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Jamie Dimon, the boss of J.P. Morgan Chase, has proven to be a master of risk management. Berkshire Hathaway’s Warren Buffett, the greatest investor of our lifetimes, is adept at identifying value—and owning it for the long term.
But the key to understanding the new unnamed health care initiative announced Tuesday by J.P. Morgan (jpm), Berkshire (brk-a), and Amazon is Jeff Bezos, CEO of the retailer turned online services provider turned entertainment titan.
The three companies are vague about their plans, but they intimated two broad themes about how they intend to improve the experience of administering health care. First, it will involve technology, prompting speculation this will mean better digital records, intelligent physician provisioning, and cleverer insurance schemes. Second, the three heavyweights will experiment on their own million-plus employees, a diverse workforce spanning low-wage normal folk to the most elite of our society.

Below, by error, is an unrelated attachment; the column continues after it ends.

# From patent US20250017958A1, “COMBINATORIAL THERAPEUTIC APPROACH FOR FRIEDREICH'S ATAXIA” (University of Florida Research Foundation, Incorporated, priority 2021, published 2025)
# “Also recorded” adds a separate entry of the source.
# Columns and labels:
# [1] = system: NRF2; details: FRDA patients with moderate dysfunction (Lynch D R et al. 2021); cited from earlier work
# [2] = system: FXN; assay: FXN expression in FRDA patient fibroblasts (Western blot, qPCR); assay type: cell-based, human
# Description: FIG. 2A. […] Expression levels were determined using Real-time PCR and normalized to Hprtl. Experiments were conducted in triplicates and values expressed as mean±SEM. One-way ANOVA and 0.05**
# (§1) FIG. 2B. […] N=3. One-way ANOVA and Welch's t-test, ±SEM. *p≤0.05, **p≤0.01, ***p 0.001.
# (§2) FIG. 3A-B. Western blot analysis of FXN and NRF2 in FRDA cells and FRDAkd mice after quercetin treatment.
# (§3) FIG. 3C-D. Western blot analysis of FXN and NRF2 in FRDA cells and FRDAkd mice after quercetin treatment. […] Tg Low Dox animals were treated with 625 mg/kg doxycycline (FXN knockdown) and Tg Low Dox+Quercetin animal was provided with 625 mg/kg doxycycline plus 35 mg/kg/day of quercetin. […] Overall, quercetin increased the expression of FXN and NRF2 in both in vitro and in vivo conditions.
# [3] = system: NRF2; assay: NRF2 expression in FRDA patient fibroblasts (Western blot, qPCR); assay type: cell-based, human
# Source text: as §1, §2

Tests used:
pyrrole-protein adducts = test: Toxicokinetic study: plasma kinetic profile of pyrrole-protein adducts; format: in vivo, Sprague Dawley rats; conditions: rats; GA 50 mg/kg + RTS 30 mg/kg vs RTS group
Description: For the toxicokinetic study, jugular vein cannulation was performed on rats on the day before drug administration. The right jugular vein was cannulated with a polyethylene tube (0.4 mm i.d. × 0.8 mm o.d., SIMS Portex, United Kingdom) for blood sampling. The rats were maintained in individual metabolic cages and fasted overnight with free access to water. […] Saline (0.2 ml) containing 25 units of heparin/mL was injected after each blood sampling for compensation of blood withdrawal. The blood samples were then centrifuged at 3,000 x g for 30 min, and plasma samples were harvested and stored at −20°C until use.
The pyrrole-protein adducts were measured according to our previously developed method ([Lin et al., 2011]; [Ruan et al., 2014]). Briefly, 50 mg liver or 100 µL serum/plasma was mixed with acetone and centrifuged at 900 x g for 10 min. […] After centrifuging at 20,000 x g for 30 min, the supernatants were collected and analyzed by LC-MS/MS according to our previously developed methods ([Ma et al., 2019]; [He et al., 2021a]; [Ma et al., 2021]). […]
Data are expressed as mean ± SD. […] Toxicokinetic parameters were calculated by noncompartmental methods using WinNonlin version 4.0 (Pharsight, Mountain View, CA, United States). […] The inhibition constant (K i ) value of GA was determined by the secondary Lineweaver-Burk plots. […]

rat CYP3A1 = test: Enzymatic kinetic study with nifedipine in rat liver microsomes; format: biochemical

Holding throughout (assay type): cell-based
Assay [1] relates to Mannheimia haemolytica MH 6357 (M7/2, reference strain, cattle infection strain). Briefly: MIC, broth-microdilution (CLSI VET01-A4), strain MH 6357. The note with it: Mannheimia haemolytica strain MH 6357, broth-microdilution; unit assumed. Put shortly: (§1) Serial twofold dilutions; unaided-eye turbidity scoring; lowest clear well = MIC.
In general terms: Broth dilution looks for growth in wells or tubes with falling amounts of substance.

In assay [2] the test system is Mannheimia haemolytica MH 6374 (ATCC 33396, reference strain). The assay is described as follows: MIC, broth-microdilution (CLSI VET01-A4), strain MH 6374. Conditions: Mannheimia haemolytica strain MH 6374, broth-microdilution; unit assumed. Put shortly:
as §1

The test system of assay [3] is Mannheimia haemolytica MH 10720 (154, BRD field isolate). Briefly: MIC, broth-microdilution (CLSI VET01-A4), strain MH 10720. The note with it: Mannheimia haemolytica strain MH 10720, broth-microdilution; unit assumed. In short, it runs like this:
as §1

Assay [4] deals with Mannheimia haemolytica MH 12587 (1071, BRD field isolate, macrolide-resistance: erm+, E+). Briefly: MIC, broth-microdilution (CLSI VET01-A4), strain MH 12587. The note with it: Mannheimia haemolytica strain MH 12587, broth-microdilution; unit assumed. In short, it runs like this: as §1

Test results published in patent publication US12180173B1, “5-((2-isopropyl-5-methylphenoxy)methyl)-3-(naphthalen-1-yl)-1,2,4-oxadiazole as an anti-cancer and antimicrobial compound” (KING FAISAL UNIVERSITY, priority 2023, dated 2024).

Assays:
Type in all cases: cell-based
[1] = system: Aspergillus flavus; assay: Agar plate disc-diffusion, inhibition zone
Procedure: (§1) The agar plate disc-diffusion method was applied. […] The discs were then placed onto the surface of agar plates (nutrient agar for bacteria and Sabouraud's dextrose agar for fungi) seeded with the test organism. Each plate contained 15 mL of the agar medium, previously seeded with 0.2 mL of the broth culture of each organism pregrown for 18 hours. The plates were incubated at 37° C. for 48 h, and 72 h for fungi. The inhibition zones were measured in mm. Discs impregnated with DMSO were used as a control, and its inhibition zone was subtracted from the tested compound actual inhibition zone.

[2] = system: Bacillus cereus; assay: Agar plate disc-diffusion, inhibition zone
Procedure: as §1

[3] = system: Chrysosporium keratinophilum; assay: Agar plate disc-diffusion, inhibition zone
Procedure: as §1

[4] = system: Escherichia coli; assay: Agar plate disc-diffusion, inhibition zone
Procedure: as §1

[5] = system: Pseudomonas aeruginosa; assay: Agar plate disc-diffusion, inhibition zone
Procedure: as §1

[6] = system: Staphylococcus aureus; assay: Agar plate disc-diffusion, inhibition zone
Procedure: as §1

This brew of technology and in-house experimentation—tech companies call this “eating the dog food”—plays to the strengths of Bezos. Amazon (amzn) was a good, not great, technology company that hit on a better way to sell retail goods. Where it became a technologist for the ages was by offering for sale the online systems it built for its own use—Amazon Web Services. AWS combined both elements of what the trio hopes to achieve in health care, technology with inside-the-walls trials.
Bezos is doing this in other spheres. At The Washington Post he is lending his technical smarts and love of knowledge to an industry he ostensibly knows little about. If Amazon, along with its friends in banking, insurance and diversified industry, can hit on a better approach to health care, the world will be a better place for it.